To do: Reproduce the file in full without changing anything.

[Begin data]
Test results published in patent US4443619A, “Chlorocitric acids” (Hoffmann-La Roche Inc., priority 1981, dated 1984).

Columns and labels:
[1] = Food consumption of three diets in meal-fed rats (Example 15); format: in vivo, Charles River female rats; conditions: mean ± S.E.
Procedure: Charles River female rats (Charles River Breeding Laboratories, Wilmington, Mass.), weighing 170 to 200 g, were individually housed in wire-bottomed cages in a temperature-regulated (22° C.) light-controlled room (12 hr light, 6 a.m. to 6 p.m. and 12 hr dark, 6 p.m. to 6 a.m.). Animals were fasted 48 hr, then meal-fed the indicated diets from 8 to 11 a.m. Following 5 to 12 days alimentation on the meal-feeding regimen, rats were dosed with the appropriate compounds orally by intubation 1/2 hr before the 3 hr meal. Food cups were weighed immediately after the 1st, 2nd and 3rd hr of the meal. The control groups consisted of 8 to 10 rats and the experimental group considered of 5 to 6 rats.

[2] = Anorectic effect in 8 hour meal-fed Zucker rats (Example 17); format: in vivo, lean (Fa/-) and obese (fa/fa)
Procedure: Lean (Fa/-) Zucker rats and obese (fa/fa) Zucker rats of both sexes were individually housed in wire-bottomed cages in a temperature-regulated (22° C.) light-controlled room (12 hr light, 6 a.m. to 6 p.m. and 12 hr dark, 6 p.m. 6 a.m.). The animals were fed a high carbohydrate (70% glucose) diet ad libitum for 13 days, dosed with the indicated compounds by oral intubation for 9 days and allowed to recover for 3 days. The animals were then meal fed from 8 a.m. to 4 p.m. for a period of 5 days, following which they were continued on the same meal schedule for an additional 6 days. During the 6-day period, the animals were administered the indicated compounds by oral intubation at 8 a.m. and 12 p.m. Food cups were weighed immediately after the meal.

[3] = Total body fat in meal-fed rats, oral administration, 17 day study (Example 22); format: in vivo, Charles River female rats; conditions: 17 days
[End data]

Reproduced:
Test results published in patent US4443619A, “Chlorocitric acids” (Hoffmann-La Roche Inc., priority 1981, dated 1984).

Columns and labels:
[1] = Food consumption of three diets in meal-fed rats (Example 15); format: in vivo, Charles River female rats; conditions: mean ± S.E.
Procedure: Charles River female rats (Charles River Breeding Laboratories, Wilmington, Mass.), weighing 170 to 200 g, were individually housed in wire-bottomed cages in a temperature-regulated (22° C.) light-controlled room (12 hr light, 6 a.m. to 6 p.m. and 12 hr dark, 6 p.m. to 6 a.m.). Animals were fasted 48 hr, then meal-fed the indicated diets from 8 to 11 a.m. Following 5 to 12 days alimentation on the meal-feeding regimen, rats were dosed with the appropriate compounds orally by intubation 1/2 hr before the 3 hr meal. Food cups were weighed immediately after the 1st, 2nd and 3rd hr of the meal. The control groups consisted of 8 to 10 rats and the experimental group considered of 5 to 6 rats.

[2] = Anorectic effect in 8 hour meal-fed Zucker rats (Example 17); format: in vivo, lean (Fa/-) and obese (fa/fa)
Procedure: Lean (Fa/-) Zucker rats and obese (fa/fa) Zucker rats of both sexes were individually housed in wire-bottomed cages in a temperature-regulated (22° C.) light-controlled room (12 hr light, 6 a.m. to 6 p.m. and 12 hr dark, 6 p.m. 6 a.m.). The animals were fed a high carbohydrate (70% glucose) diet ad libitum for 13 days, dosed with the indicated compounds by oral intubation for 9 days and allowed to recover for 3 days. The animals were then meal fed from 8 a.m. to 4 p.m. for a period of 5 days, following which they were continued on the same meal schedule for an additional 6 days. During the 6-day period, the animals were administered the indicated compounds by oral intubation at 8 a.m. and 12 p.m. Food cups were weighed immediately after the meal.

[3] = Total body fat in meal-fed rats, oral administration, 17 day study (Example 22); format: in vivo, Charles River female rats; conditions: 17 days